On World Cancer Day 2015, leading
global public health experts from the Union for International Cancer Control
(UICC) announce that millions of lives can be saved through affordable increases
in the investment into cancer services throughout the world.
- Increased annual international community funding of
US$18 billion globally could save three million lives per year by 2030 and many
more in succeeding decades, through prevention, earlier detection and improved
care for cancer patients.
- Increased funding will also provide pain relief to
ease the deaths of millions who will die of cancer during this period.
- A tripling of tobacco taxes alone would raise tax
revenue available to governments to US$400 billion annually and could encourage
one-third of smokers to quit, according to today's new figures.
"More than eight million people a
year die from cancer of which more than 60% of those deaths occurred in low-
and middle-income countries, the majority in the middle-income segment",
says Professor Tezer Kutluk, President of the Union for International Cancer
absolute number of cancer cases in developing countries is set to rise
dramatically because of population growth and ageing, so action must be taken
now. Whilst the US$18 billion package is affordable for many countries, it's
unrealistic to expect the world's poorest nations to contribute to this
investment without international support," stresses Prof. Kutluk.
data presented at the World Cancer Congress in December from DCP3,
Cancer (Volume 3 of the third DCP edition) calls on middle-income countries
with the means to do so to increase spending on cancer by 2-5% of their health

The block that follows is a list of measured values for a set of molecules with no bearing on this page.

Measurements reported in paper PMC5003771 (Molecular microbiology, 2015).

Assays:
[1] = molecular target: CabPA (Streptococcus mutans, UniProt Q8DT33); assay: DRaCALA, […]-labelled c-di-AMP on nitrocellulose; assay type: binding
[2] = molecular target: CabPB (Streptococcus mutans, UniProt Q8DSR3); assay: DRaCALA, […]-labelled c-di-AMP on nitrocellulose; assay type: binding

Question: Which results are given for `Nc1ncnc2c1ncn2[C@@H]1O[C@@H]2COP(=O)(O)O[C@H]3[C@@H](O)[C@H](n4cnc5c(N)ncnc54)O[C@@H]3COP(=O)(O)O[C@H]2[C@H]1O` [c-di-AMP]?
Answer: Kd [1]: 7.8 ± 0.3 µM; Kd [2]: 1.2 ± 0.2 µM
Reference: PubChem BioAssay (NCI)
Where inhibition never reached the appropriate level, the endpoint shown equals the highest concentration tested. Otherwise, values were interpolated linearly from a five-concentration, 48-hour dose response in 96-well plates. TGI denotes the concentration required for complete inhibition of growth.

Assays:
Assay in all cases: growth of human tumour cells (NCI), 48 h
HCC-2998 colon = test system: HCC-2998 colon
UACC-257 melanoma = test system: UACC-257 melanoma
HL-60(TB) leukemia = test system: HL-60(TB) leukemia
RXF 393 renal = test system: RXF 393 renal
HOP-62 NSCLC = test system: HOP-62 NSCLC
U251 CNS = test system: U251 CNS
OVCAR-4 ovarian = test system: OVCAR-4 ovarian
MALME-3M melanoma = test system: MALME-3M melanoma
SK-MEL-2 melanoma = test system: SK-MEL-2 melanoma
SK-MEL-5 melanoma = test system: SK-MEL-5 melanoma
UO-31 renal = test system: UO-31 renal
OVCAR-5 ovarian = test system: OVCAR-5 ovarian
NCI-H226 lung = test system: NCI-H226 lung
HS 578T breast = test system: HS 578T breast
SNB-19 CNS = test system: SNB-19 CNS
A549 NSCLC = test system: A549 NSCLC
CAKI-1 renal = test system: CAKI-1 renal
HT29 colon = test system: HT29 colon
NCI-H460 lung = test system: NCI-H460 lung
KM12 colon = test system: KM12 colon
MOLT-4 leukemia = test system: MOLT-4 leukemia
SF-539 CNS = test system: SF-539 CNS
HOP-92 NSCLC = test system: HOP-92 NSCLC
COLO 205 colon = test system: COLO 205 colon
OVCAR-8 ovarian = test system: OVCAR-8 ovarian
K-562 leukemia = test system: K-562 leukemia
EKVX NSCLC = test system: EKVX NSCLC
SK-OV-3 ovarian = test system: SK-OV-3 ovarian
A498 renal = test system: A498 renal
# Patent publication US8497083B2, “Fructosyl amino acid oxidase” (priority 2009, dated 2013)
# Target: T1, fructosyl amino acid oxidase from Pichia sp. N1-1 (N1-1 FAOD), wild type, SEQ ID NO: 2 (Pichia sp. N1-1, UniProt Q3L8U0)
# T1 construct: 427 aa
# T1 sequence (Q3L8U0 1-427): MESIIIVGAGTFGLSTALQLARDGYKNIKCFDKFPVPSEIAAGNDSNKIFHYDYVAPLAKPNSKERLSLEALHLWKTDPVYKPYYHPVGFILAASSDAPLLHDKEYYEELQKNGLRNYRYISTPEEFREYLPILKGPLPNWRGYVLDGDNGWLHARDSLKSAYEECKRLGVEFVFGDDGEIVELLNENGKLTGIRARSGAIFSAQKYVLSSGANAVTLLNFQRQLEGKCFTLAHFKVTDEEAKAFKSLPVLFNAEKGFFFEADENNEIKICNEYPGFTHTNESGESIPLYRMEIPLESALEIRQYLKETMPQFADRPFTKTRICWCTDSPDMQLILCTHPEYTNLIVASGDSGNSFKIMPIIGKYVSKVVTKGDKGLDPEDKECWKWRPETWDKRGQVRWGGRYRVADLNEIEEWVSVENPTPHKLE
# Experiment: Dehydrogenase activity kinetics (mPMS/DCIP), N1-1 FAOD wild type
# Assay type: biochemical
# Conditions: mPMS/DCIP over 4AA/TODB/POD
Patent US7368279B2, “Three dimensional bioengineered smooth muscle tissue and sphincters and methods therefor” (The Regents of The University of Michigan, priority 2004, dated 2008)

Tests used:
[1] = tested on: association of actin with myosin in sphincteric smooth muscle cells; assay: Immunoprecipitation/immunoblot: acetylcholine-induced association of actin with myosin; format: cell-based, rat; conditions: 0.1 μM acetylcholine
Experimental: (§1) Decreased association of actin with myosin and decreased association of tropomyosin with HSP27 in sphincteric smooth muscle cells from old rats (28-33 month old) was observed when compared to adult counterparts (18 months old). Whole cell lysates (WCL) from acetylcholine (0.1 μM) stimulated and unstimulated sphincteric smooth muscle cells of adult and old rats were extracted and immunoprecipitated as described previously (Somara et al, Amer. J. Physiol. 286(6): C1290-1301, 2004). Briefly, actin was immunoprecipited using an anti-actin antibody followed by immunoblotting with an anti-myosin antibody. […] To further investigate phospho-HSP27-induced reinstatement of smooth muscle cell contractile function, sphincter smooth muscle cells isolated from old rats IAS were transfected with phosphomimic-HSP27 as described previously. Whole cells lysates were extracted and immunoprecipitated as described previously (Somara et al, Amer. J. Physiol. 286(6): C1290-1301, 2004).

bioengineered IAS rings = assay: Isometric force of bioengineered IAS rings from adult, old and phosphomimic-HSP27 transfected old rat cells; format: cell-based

budgets. Low-income countries - where services are least developed, facilities
largely absent and trained cancer experts few - will need support from the
international community to build capacity, a process that is likely to take a
decade or more.
Health Organization recommended "best buys" for non-communicable diseases
(NCDs) in 2011, including these cancer prevention interventions:
- Tobacco taxation, regulation and control to reduce
- Hepatitis B (HBV) vaccination to prevent liver cancer.
- Screening and treatment for precancerous cervical
DCP3 Cancer adds basic treatment
and pain control interventions to this list, which together create an
- HPV vaccination for adolescent girls to prevent
- Pain control for advanced cancer.
- Treatment of selected paediatric cancers.
- Diagnosing and treating early-stage breast and colon
measures address high-burden cancers (cervical, breast and colon cancers),
highly-curable cancers, (selected) paediatric cancers. All interventions are
cost-effective, affordable in most middle-income countries (and attainable in
low-income countries, with international assistance) and feasible within the
"It is not beyond us to prevent
premature deaths from cancer, so we simply cannot sit back and continue to let
the global burden grow. On World Cancer Day 2015 we demand that the
international community unites to invest in improved cancer control
interventions, particularly in low- and middle-income countries," urges Cary
Adams, Chief Executive Officer, Union for International Cancer Control (UICC).
"Feasible and affordable solutions exist across the entire spectrum of cancer
such as increased tobacco control, earlier detection and treatment, plus access
to life-saving vaccination programmes, which if implemented, will help to
significantly reduce disease-based poverty and prevent millions of preventable